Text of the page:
Frank Conroy first visited Nantucket with a gang of college friends in 1955. They came on a whim, and for Conroy it was the beginning of a lifelong love affair with this "small, relaxed oasis in the ocean." This book, part travel diary, part memoir, is a hauntingly evocative and personal journey through Nantucket: its sweeping dunes, rugged moors, remote beaches, secret fishing spots, and hidden forests and cranberry bogs. Admirers of Conroy’s classic and acclaimed memoir Stop-Time will again delight in what James Atlas, writing in the New York Times, called his "genius for close observation."
In Time and Tide, Conroy recounts the island’s history from the glory days of the whaling boom to the present, when tourism dominates. He vividly evokes the clash of cultures between the working class and the super-rich, with the fragile ecology of the island always in the balance. But most fascinating of all, he tells his own story--of playing jazz piano in the island’s bars; of raising a barn in the early '60s with the help of a bunch of hippie carpenters; of leasing an old, failed bar with two island pals and turning it into the Roadhouse, a club "that was to be ours, the year-rounders, and to hell with the summer people." There’s a marvelous story of his first golf game, played on an ancient nine-hole course with two friends, a part-time sommelier and a builder from the South who invented the one-handed pepper mill.
This is a book that revels in friendship, music, history, and the gorgeous landscape of a unique American place, and is a wonderful work by one of our greatest contemporary writers.
From the Hardcover edition.
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|Title of Religion eBook: Time and Tide|
|Release Date: 12-18-2007|
|Allowed Countries (hover)|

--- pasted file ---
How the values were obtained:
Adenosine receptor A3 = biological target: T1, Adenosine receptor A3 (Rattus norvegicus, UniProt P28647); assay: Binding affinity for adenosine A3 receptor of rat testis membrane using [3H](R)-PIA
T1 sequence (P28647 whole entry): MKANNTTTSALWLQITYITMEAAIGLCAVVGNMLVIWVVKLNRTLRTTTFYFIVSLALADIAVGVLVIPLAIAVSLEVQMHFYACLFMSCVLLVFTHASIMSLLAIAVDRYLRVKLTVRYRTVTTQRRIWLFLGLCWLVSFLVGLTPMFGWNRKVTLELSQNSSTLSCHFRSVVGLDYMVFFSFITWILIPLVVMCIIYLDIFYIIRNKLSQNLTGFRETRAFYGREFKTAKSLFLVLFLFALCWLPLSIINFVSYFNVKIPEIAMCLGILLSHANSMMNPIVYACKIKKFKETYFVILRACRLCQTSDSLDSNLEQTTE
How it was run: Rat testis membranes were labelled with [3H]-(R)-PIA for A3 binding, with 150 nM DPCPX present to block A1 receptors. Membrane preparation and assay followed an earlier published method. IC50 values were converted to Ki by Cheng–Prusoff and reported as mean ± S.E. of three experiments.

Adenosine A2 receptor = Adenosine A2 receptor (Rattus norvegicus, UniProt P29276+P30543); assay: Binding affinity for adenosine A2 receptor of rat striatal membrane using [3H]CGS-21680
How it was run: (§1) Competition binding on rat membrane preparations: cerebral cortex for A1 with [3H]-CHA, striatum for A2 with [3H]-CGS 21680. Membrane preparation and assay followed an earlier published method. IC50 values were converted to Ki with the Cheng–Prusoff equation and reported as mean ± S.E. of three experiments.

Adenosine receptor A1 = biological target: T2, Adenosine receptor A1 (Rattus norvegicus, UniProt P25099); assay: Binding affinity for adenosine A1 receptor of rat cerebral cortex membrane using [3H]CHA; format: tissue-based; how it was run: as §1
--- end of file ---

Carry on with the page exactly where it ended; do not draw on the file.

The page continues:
|Publisher: Crown Publishing Group|
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|Parent title||Time and Tide|
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Time and Tide
Busy Days/Hot Nights
In 1955, at the age of nineteen, I arrived on Nantucket for what I thought was the first time, accompanied by my college girlfriend and two other Haverford/Bryn Mawr couples. All six of us rented a three-room apartment over a bicycle shop (which still stands) for the summer. Those of us who needed them got jobs fairly quickly, because even in those days Nantucket in summer relied on imported labor. We’d come on a whim, the way kids used to do in the Eisenhower years, confident that we’d survive one way or another. My girlfriend got a job as the hostess of a small restaurant, I played the piano at the Whaler’s Lounge in the basement of a ramshackle wooden hotel run by the Manchester family (where now stands the Jared Coffin House, a brick nineteenth-century building, still a hotel, pricey, with nothing ramshackle about it). One of the guys boned up on the small island’s history from sources provided by a touring outfit and met the morning ferry every day to hawk the day-trippers into sightseeing rides in his little bus. A couple of the girls waited tables in a seafood joint. We survived, and had fun, walking the miles of empty beaches on our off time, swimming, having cookouts. We didn’t use the apartment for anything but sleep, so jammed in were we those hot nights. Busy kids.
Nantucket is an island, roughly thirty miles out to sea, and its shape is important for several reasons. It has been described as a crescent moon by one writer, but to me it looks like some fantasized elf’s slipper—Madaket Harbor a worn-away toe, Surfside the sole, Siasconset the heel, Wauwinet the top of the heel, with a strip runni